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How To: Stud Earring Display & Storage

17 Jun


I collect cheap, odd, kitschy jewelry like there’s no tomorrow. Because honestly, you never know when the market is going to get tired of making necklaces of foxes in business suits. One thing I’ve amassed a fair number of are stud-type earrings, and I’ve found it kind of hard to keep track of them. I had them in a fancy mesh baggie, but finding pairs was just too much effort. I tried the “store them on a long ribbon!” method but the fraying was just annoying. So I came up with something much, much simpler, infinitely cheaper, and it takes up pretty much no space!


All you need is a wine cork (I got mine on eBay because I wanted fun names–I mean, come on, it says Faust!) and a sharp, thin implement to poke the holes in. If you try to do it with the earrings themselves, they might bend. I used a dotting tool for nail polish because it happened to be directly next to my earrings. Make two identical holes, put your earrings in, continue!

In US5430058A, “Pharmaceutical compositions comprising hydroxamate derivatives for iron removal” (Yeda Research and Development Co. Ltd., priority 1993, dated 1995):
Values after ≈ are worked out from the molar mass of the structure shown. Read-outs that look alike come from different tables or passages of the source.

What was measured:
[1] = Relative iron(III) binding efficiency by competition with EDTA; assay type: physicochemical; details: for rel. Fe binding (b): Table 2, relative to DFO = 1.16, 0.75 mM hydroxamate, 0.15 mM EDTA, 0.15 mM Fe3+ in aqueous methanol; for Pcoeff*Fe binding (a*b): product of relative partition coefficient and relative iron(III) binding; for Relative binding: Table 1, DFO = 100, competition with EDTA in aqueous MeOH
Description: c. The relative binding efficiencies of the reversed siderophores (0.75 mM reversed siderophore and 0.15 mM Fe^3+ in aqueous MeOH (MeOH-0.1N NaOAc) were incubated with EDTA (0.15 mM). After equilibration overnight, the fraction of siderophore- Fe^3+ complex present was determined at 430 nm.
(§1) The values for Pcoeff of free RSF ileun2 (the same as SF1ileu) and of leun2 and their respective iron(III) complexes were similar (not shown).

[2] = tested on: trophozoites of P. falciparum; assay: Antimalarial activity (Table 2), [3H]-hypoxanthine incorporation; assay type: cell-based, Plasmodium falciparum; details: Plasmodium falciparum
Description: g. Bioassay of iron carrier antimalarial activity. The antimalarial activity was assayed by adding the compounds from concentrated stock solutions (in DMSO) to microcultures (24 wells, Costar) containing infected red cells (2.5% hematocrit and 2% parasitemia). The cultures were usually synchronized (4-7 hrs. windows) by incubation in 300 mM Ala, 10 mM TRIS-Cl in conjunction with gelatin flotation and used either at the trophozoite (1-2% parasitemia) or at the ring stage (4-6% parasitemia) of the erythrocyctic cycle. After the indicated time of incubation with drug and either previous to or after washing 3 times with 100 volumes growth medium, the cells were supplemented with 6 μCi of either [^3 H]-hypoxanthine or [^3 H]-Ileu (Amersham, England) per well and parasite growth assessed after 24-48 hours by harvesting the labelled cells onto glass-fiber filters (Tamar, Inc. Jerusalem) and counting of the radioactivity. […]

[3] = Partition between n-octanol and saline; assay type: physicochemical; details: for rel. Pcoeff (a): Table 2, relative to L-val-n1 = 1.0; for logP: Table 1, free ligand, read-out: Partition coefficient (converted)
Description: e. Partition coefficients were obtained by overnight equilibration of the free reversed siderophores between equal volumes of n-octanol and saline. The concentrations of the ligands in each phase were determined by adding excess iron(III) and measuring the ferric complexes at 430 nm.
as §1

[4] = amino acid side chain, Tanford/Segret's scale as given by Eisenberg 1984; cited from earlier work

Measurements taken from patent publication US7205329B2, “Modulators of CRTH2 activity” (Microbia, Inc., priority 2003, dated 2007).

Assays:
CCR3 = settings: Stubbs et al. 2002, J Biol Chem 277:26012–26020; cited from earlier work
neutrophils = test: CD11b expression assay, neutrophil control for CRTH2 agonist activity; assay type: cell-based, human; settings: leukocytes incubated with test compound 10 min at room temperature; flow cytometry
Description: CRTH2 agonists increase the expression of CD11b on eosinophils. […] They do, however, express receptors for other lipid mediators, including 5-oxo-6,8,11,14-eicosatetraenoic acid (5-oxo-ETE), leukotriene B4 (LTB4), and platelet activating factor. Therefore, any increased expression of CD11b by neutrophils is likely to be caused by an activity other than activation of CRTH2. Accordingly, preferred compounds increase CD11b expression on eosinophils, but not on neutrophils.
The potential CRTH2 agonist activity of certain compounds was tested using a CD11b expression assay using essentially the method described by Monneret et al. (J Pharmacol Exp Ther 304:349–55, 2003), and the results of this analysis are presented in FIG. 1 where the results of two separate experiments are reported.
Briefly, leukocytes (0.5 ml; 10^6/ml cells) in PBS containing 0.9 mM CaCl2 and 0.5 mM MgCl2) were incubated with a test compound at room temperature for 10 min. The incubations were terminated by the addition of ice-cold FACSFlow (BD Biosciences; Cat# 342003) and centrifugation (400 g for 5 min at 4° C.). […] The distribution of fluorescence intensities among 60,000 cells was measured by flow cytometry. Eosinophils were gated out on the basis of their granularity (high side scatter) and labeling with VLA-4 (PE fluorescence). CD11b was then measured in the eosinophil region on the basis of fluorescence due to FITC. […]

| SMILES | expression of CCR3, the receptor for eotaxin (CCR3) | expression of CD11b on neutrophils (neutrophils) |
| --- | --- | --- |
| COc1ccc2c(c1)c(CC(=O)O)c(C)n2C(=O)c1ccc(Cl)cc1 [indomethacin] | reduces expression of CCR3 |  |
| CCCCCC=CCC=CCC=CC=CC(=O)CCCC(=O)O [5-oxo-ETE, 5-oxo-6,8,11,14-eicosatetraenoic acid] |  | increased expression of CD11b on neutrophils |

I have 17 pairs on my current cork and enough room for 6 or 7 more, making this insanely space-saving. But what about the backings? I keep those in the old mesh bag. I mean, earring backings aren’t really that fancy–just grab some and go! And for longer earrings? Put the holes on the top of the cork, and have them dangle down. As long as they’re not super long–but then you could improvise by hot gluing several corks together and making a little earring tower. Which of course I want to do now because it sounds hella cute.

Oculus Early Screening Review

3 Apr


{Half of this is a rant, skip to the bold if you just want the Oculus review!}